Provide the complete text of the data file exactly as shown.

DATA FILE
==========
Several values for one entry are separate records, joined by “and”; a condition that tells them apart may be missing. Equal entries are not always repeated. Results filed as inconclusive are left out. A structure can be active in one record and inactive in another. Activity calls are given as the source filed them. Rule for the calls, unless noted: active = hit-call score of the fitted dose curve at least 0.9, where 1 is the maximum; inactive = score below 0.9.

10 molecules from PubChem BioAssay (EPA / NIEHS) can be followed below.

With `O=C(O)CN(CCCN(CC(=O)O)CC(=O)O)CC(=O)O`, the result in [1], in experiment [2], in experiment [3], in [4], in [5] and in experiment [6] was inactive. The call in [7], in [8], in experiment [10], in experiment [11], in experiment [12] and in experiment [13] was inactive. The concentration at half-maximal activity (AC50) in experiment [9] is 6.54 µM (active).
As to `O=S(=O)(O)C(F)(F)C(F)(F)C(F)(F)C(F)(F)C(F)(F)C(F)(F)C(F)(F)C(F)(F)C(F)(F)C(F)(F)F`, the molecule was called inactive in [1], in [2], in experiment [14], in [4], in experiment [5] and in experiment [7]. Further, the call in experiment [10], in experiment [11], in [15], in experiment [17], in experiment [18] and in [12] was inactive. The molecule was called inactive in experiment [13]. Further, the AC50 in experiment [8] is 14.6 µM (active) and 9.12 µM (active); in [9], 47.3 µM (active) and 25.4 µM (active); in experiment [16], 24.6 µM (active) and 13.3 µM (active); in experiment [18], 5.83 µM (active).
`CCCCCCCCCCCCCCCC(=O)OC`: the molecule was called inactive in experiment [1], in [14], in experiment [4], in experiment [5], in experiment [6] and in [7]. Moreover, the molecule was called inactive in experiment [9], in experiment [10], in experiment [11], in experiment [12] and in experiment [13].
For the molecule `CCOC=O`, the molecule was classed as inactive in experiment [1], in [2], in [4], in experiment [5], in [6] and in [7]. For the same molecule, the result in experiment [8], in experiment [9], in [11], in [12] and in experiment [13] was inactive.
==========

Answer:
Several values for one entry are separate records, joined by “and”; a condition that tells them apart may be missing. Equal entries are not always repeated. Results filed as inconclusive are left out. A structure can be active in one record and inactive in another. Activity calls are given as the source filed them. Rule for the calls, unless noted: active = hit-call score of the fitted dose curve at least 0.9, where 1 is the maximum; inactive = score below 0.9.

10 molecules from PubChem BioAssay (EPA / NIEHS) can be followed below.

With `O=C(O)CN(CCCN(CC(=O)O)CC(=O)O)CC(=O)O`, the result in [1], in experiment [2], in experiment [3], in [4], in [5] and in experiment [6] was inactive. The call in [7], in [8], in experiment [10], in experiment [11], in experiment [12] and in experiment [13] was inactive. The concentration at half-maximal activity (AC50) in experiment [9] is 6.54 µM (active).
As to `O=S(=O)(O)C(F)(F)C(F)(F)C(F)(F)C(F)(F)C(F)(F)C(F)(F)C(F)(F)C(F)(F)C(F)(F)C(F)(F)F`, the molecule was called inactive in [1], in [2], in experiment [14], in [4], in experiment [5] and in experiment [7]. Further, the call in experiment [10], in experiment [11], in [15], in experiment [17], in experiment [18] and in [12] was inactive. The molecule was called inactive in experiment [13]. Further, the AC50 in experiment [8] is 14.6 µM (active) and 9.12 µM (active); in [9], 47.3 µM (active) and 25.4 µM (active); in experiment [16], 24.6 µM (active) and 13.3 µM (active); in experiment [18], 5.83 µM (active).
`CCCCCCCCCCCCCCCC(=O)OC`: the molecule was called inactive in experiment [1], in [14], in experiment [4], in experiment [5], in experiment [6] and in [7]. Moreover, the molecule was called inactive in experiment [9], in experiment [10], in experiment [11], in experiment [12] and in experiment [13].
For the molecule `CCOC=O`, the molecule was classed as inactive in experiment [1], in [2], in [4], in experiment [5], in [6] and in [7]. For the same molecule, the result in experiment [8], in experiment [9], in [11], in [12] and in experiment [13] was inactive.